Deal Volume Rises 12% Over First Quarter
Based on results now available, the merger and acquisition market in the health care industry generated 228 deals during the second quarter of 2009. This figure represents a 12% increase over the 203 deals recorded in the first quarter but an 18% decrease from the 279 deals in the year-ago quarter, Q2:08. This increase marks the first time in over a year that M&A deal volume has risen against the previous quarter.
Health care technology captured the lion’s share of M&A activity. The four sectors of the technology segment posted 145 deals, or 64% of total deal volume, with the nine sectors of the health care services segment accounting for the remaining 83 deals (36%). As a further indication of technology’s dominance in this market, the top three sectors combined, Medical Devices, Biotechnology and Pharmaceuticals, accounted for 55% of Q2:09’s total transaction volume. At the other end of the spectrum, the Behavioral Health Care sector, now dormant, recorded no activity whatsoever. The results of the individual sectors, along with comparisons to the previous and year-ago quarters, appear in the table opposite.
The lopsided proportion of 64%-36% between technology and services deals is a marked departure from the 55%-45% split that had typically existed between the two segments for several years before last summer’s market plunge. While the current dearth of capital to fund acquisitions in the services sectors, particularly those with a real estate component such as hospitals or long-term care, may account in part for this skewed result, we also believe that uncertainty over the shape that health care reform will ultimately take is causing queasiness and extra caution in the investment community. The threat of possible changes to government reimbursement protocols makes it difficult to estimate the revenue and cash flow of businesses that are dependent on Medicare and Medicaid reimbursement, which in turn makes it more difficult for potential buyers and sellers to agree on the proper valuation of these businesses.
What They Paid
Based on the figures currently available to us, a total of $27.9 billion was committed to fund the second quarter’s M&A activity. Health care technology deals captured $22.7 billion, or 81% of the total amount, with services deals responsible for the remaining $5.2 billion. The percentage contribution of each sector to the total for the quarter appears in the chart on page 9 of the July issue of The Health Care M&A Monthly. Note that the results for five of the services sectors were so negligible that they had to be aggregated.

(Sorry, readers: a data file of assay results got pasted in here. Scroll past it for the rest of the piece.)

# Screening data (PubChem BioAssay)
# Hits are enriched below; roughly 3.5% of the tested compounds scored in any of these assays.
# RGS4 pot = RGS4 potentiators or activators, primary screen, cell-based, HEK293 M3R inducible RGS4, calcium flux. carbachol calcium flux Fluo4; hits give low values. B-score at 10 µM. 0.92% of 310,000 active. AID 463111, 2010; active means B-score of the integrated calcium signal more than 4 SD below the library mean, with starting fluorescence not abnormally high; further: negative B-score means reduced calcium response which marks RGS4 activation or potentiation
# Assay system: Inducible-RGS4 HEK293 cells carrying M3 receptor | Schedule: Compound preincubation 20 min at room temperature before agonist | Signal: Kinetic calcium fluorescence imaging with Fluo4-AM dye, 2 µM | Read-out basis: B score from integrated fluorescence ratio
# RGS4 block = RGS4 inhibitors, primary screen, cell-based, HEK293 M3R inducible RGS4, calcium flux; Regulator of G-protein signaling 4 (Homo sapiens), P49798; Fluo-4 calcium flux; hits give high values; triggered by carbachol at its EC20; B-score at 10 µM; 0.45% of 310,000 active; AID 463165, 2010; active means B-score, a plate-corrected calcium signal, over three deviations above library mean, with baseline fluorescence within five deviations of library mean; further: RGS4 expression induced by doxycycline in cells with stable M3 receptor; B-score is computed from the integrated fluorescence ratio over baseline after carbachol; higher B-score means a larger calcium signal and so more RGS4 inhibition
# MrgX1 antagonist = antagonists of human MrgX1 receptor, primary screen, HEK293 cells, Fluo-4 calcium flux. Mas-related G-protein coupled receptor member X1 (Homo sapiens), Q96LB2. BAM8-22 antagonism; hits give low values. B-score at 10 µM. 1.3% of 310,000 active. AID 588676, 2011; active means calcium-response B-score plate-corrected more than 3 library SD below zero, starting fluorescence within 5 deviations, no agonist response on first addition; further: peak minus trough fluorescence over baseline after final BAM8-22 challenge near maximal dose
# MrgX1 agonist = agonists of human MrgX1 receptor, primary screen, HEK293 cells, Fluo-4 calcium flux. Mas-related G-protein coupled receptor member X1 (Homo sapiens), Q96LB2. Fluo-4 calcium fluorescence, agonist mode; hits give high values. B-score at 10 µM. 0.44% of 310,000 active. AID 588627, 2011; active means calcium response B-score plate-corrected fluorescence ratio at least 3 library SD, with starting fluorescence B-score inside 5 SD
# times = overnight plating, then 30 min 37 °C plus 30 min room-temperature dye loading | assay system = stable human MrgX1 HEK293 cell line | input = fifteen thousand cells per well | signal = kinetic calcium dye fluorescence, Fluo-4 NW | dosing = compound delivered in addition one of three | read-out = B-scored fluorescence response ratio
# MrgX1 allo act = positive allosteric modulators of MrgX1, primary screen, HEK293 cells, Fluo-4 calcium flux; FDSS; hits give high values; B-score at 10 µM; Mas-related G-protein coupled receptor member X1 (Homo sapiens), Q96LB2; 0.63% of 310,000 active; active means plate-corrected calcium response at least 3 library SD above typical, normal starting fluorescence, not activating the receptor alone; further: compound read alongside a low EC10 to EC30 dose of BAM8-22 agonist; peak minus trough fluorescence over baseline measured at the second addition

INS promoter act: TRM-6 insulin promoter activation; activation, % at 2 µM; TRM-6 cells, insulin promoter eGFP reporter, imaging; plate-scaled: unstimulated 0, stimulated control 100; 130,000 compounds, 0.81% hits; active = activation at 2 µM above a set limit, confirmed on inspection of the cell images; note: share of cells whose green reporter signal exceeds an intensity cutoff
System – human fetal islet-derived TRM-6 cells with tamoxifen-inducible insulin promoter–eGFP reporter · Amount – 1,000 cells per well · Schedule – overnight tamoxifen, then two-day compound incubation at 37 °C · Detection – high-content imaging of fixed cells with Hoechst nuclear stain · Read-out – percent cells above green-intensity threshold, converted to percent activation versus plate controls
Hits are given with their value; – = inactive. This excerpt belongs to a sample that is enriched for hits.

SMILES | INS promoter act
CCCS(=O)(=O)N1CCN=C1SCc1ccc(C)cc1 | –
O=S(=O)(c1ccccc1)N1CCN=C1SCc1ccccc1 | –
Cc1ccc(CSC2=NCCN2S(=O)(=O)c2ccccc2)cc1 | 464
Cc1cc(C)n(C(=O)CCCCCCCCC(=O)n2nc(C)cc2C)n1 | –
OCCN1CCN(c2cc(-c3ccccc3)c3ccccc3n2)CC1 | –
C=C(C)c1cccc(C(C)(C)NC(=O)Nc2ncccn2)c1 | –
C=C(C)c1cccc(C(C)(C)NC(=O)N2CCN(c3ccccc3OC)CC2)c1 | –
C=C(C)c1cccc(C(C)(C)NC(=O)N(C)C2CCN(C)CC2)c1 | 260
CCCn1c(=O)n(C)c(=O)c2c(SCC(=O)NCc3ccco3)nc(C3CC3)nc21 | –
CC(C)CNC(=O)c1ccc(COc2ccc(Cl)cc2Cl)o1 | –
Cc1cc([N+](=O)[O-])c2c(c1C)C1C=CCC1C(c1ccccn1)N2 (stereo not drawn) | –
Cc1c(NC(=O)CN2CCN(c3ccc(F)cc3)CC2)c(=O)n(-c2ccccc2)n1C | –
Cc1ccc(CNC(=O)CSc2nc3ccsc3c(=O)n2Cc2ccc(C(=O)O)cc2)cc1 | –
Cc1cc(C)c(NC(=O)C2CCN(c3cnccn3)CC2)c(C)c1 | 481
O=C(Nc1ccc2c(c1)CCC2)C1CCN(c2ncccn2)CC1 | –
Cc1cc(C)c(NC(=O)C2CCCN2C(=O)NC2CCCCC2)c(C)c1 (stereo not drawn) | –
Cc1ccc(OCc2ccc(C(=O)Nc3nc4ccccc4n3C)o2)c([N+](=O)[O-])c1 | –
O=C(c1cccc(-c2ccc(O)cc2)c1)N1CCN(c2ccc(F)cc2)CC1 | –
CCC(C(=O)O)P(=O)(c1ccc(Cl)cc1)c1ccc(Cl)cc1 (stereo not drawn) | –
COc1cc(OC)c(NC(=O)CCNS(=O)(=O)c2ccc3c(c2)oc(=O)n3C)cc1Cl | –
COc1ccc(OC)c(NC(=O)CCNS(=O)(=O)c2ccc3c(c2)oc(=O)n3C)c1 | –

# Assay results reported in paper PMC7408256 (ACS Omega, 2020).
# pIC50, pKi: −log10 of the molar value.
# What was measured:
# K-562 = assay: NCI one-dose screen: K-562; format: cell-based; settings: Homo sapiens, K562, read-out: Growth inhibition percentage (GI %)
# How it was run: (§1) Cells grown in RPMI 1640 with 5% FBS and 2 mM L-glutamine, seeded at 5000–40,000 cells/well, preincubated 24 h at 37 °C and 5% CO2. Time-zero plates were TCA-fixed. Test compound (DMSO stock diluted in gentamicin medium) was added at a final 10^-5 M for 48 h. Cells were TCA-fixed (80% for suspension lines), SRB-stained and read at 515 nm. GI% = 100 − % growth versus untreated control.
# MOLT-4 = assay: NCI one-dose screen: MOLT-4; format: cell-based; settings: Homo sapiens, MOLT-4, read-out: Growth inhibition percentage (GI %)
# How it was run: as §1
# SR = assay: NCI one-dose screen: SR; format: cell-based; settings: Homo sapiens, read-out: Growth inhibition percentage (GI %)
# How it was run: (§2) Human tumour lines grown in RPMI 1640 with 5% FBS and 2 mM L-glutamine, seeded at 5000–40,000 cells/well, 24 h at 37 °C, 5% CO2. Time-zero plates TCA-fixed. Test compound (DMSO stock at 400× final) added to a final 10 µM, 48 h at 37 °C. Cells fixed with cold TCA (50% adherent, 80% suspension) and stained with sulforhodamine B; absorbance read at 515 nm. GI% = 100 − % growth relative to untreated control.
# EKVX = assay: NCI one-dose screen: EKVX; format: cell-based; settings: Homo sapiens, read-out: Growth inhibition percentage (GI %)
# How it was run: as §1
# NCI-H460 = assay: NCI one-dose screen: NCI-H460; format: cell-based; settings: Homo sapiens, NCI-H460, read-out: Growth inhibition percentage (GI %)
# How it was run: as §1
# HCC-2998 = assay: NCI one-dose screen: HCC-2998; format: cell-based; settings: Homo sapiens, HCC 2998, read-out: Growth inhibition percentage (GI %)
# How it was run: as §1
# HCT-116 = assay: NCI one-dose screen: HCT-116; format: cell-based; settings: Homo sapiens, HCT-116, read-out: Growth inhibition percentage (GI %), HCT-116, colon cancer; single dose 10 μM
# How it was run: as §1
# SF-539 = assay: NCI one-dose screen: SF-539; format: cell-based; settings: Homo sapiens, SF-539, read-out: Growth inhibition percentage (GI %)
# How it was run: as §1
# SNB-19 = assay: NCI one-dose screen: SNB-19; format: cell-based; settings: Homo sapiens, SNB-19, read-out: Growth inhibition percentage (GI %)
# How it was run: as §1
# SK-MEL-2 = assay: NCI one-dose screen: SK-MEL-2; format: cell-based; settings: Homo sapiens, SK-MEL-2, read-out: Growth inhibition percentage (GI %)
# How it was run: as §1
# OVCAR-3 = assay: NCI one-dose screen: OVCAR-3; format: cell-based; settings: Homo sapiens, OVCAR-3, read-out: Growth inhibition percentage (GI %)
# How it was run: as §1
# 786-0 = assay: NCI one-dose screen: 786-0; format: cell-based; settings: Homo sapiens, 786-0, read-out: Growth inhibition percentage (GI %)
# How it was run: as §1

Though on the face of it, the second quarter amount represents a spectacular drop from the $127.5 billion spent in Q1:09, it must be recalled that the first quarter’s total includes two mega-deals, Pfizer’s (NYSE: PFE) $68.0 billion acquisition of Wyeth (NYSE: WYE) and Merck & Co.’s (NYSE: MRK) $41.1 billion purchase of Schering-Plough Corp. (NYSE: SGP). Eliminate these two blockbuster transactions, and the amount committed to second quarter health care M&A rose by 52% over the adjusted first quarter figure. The second quarter posted eight billion-dollar deals worth a combined $15.7 billion, or 56% of the quarter’s total. By contrast, the first quarter produced just four billion-dollar deals worth $113.3 billion, or 89% of Q1:09’s total amount.
The second quarter results are promising and should be given their due when considering a deal, but they do not suggest an imminent return to the go-go days of dealmaking in the 2005–07 period. As our story on Medical Device M&A suggests, dealmakers are more deliberative and focused, taking more time to see a deal through, in no small part because of the challenges of putting together a financing package. They are setting their sights on more focused transactions in the middle market, generally avoiding grand, transformative deals. In targeting companies or products, buyers are not straying too far from their core competencies. Some sellers are being motivated by financial pressure: to streamline operations, raise cash or stave off the specter of bankruptcy. Still, fortune appears to favor the brave. A recent study from the Towers Perrin/Cass Business School indicates that the stock markets have rewarded companies bold enough to undertake an acquisition post-Lehman Brothers. Though companies that made deals worth $100.0 million or more suffered an average 25.5% fall in their stock price, as a class they outperformed the wider market by 6.3 percentage points. Perhaps less worse is the new better.